It was sudden. I came back home late, just to find my dad rushing to my uncle's house with the news that he fell. That's just it, he fell. Worried, I was, but not expecting the worst, I was too. My cousin told me to come, and with the restlessness of his voice, I would, in a heartbeat. But then, I would leave my mum and my sister alone. And that's not safe. Since like I said, I wasn't expecting the worst, so I just hoped that by tomorrow, Pak Zali would just shake off the dust off his knees and still make his Utara-slang based unintended jokes.


Knocks were heard on my door. And door-knocking at wee hours of the morning, mostly don't bear good news. Like school.

The door creaked open, with my mother standing there. Her words were simple ;

"Pak Zali dah takda"

But the effect was devastating. Those four words hit me hard, did what any physical means can't, passing through skin, and shatter all process of my mind, leaving me to just sit there, stunned, unable to exert a single thought of anything rational. Numb.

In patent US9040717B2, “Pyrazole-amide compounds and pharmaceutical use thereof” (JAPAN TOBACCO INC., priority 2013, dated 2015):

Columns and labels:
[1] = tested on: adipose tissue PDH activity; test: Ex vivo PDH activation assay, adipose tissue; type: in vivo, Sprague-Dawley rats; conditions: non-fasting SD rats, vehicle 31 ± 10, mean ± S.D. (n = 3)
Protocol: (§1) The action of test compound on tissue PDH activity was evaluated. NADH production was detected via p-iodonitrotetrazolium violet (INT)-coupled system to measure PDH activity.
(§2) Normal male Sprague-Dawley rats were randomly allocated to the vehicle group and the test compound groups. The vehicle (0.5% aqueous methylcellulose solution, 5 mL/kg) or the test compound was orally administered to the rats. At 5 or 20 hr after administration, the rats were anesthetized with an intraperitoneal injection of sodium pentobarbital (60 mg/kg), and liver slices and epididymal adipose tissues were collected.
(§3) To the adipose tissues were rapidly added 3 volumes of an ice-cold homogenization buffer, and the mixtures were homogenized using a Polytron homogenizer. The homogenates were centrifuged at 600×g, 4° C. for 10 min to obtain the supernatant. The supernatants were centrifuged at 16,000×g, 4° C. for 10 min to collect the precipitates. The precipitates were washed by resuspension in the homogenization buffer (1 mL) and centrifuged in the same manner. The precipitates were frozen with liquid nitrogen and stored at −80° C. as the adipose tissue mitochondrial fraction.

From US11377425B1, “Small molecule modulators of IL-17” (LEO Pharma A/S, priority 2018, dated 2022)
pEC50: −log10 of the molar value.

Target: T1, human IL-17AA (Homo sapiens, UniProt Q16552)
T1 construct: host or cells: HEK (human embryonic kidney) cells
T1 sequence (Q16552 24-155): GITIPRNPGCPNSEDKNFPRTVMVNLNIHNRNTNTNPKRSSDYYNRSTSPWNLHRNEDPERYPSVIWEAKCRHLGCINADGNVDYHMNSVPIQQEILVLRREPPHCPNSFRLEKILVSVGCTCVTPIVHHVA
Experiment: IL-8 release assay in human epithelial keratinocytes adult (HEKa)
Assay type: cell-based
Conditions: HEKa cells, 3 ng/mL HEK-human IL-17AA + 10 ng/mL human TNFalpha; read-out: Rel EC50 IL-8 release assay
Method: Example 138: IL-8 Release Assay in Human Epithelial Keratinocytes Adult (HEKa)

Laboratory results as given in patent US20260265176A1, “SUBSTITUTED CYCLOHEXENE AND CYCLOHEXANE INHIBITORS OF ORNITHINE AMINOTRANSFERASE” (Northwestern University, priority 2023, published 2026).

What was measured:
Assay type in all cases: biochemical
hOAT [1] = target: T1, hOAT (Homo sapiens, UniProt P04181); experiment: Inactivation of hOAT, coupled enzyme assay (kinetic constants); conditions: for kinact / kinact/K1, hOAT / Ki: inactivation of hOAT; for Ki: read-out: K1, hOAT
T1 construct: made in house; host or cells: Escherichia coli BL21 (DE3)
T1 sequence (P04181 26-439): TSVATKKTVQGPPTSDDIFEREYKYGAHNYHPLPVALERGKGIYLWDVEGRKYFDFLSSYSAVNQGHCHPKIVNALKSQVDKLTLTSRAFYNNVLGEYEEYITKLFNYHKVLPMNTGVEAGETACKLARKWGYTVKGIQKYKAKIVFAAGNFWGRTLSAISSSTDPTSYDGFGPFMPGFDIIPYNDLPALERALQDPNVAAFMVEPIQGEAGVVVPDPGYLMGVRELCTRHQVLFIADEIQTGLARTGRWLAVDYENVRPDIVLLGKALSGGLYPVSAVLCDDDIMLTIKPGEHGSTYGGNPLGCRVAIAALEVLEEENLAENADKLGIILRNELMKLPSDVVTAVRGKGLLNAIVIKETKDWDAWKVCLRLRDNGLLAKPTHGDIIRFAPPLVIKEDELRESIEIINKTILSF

Just plain nothingness.

Seeing the still body, laying there for the first time ran a jolt through my body. It shocked, and strangled my eyeducts so tightly, that they couldn't even shed a drop. Was once that uncle who'd go "Abang Shiyaaaaaff " everytime I'm at his front door, and would happily announce my cousin that I'm there, was now silent.
I grabbed the Yassin, and read the verses shakily.

But seeing how calm and easy his face was, it made us somewhat relieved too, reassured us that he was a good man in his past life. He really was. Like my father said, he was a really straight forward guy. Not the kind to be a shrimp behind a rock, everthing he did was sincere. One of them who would overlook emo hairmops, and tiny tshirts and just see you as the good honest kid he knew since the day the kid sucked Optrose from a bottle.

And it's good to know that he passed on very easily, without a struggle too. Alhamdulillah.